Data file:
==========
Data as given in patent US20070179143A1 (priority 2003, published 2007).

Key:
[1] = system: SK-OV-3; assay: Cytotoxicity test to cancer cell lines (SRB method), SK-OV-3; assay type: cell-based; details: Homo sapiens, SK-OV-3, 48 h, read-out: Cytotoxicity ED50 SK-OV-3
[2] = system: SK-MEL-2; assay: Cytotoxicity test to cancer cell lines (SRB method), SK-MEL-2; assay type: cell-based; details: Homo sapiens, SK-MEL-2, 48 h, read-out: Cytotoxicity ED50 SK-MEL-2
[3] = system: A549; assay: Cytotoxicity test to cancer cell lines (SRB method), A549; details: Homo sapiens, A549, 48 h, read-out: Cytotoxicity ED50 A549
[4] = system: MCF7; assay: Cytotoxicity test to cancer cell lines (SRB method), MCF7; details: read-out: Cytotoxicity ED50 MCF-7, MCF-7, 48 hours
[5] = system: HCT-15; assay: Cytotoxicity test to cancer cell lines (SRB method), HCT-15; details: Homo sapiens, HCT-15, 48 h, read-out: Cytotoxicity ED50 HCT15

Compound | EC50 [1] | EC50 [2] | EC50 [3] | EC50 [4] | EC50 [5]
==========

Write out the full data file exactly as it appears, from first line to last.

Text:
Data as given in patent US20070179143A1 (priority 2003, published 2007).

Key:
[1] = system: SK-OV-3; assay: Cytotoxicity test to cancer cell lines (SRB method), SK-OV-3; assay type: cell-based; details: Homo sapiens, SK-OV-3, 48 h, read-out: Cytotoxicity ED50 SK-OV-3
[2] = system: SK-MEL-2; assay: Cytotoxicity test to cancer cell lines (SRB method), SK-MEL-2; assay type: cell-based; details: Homo sapiens, SK-MEL-2, 48 h, read-out: Cytotoxicity ED50 SK-MEL-2
[3] = system: A549; assay: Cytotoxicity test to cancer cell lines (SRB method), A549; details: Homo sapiens, A549, 48 h, read-out: Cytotoxicity ED50 A549
[4] = system: MCF7; assay: Cytotoxicity test to cancer cell lines (SRB method), MCF7; details: read-out: Cytotoxicity ED50 MCF-7, MCF-7, 48 hours
[5] = system: HCT-15; assay: Cytotoxicity test to cancer cell lines (SRB method), HCT-15; details: Homo sapiens, HCT-15, 48 h, read-out: Cytotoxicity ED50 HCT15

Compound | EC50 [1] | EC50 [2] | EC50 [3] | EC50 [4] | EC50 [5]